This interview was conducted by Javier Toro.
Mark H. Moore has just retired as a Professor of Strategic Public Management at the John F. Kennedy School of Government at Harvard University. He was previously the Hauser Professor of Nonprofit Organizations and the Guggenheim Professor of Criminal Justice Policy and Management at the Kennedy School, the Herbert Simon Professor of Educational Organizations at the Harvard Graduate School of Education, and a Visiting Professor at the Harvard Business School. Among other publications, he is the author Creating Public Value: Strategic Management in Government and Recognizing Public Value: Towards a Public Value Accounting System.
As you know, there are many words used to describe the “proper ends of government in democratic political systems.” We say, for example, that the goals of a democratic government should be to “advance the general welfare of the society,” or to “promote the common good”, or to “create liberty and justice for all.”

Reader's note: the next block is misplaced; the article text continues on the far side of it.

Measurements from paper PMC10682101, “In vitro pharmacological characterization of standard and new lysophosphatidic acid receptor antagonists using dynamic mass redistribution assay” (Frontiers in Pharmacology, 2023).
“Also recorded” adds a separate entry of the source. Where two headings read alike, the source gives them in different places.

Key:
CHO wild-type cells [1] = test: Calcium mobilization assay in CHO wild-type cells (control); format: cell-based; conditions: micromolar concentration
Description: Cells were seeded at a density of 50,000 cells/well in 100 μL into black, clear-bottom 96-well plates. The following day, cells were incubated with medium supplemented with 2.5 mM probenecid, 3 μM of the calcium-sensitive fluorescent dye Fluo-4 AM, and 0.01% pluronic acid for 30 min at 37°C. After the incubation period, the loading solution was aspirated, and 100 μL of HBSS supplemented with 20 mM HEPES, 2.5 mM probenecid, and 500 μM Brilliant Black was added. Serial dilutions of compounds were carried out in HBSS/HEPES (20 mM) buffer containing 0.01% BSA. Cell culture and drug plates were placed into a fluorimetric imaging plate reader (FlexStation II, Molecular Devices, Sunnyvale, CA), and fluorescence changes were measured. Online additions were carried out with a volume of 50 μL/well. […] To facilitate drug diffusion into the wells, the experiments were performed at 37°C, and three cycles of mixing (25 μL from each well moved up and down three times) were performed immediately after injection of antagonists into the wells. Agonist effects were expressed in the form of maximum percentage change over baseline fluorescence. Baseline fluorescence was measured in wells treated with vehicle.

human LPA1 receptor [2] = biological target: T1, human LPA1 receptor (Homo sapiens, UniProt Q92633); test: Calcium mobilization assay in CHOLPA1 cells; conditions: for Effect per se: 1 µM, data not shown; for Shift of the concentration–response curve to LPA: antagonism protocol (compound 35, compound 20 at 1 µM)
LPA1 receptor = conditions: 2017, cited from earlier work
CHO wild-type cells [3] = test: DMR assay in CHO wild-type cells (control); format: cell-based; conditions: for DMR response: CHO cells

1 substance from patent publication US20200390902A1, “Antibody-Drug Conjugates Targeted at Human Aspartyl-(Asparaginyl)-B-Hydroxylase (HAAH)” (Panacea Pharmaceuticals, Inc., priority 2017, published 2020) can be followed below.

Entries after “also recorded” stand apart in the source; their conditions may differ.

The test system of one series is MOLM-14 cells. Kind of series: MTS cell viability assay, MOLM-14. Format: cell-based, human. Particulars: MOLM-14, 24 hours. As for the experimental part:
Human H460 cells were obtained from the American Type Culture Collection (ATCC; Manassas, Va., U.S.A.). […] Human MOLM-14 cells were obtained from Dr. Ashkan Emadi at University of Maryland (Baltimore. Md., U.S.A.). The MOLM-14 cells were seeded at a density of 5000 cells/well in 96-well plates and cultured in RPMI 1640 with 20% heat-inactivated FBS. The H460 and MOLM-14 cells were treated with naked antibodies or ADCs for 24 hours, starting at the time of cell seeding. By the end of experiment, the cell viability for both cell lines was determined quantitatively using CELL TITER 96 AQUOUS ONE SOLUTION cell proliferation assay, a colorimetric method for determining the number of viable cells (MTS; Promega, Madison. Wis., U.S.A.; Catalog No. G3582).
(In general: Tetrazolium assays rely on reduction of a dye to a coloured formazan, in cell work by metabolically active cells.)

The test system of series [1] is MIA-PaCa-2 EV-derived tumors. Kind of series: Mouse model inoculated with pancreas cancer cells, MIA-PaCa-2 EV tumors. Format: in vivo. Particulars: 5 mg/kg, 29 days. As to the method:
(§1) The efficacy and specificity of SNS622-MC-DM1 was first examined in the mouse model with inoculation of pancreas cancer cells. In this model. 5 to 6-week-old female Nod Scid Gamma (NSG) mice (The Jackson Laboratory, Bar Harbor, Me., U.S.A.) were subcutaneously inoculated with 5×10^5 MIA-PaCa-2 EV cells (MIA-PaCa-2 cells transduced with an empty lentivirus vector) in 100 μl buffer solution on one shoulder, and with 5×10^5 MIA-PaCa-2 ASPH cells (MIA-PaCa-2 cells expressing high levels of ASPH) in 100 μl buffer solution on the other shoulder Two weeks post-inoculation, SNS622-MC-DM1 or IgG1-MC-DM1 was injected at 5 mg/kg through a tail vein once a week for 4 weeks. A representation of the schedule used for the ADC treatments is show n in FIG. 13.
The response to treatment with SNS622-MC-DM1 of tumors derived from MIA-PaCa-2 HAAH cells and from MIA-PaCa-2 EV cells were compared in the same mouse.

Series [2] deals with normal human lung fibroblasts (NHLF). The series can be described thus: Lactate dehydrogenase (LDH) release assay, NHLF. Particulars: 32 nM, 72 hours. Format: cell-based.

However, there is an important, well known philosophical dilemma implicit in these words. The words “general welfare” and the “common good” suggest that the government has an instrumental, utilitarian purpose —that the material ends pursued by government can justify the means used to achieve them. The words “liberty and justice” evoke what philosophers describe as a deontological philosophical framework —a method that emphasizes the importance of securing individual rights and creating a society that is fair and just as well as materially prosperous. Frequently, these two systems collide in situations where the achievement of some collective “good” seems to require an action that abridges a “fundamental individual human right.”
Log in to continue reading
Don't have an account?
Sign up to read a free article
Ignacio Blanco Alfonso
A conversation with John Skorupski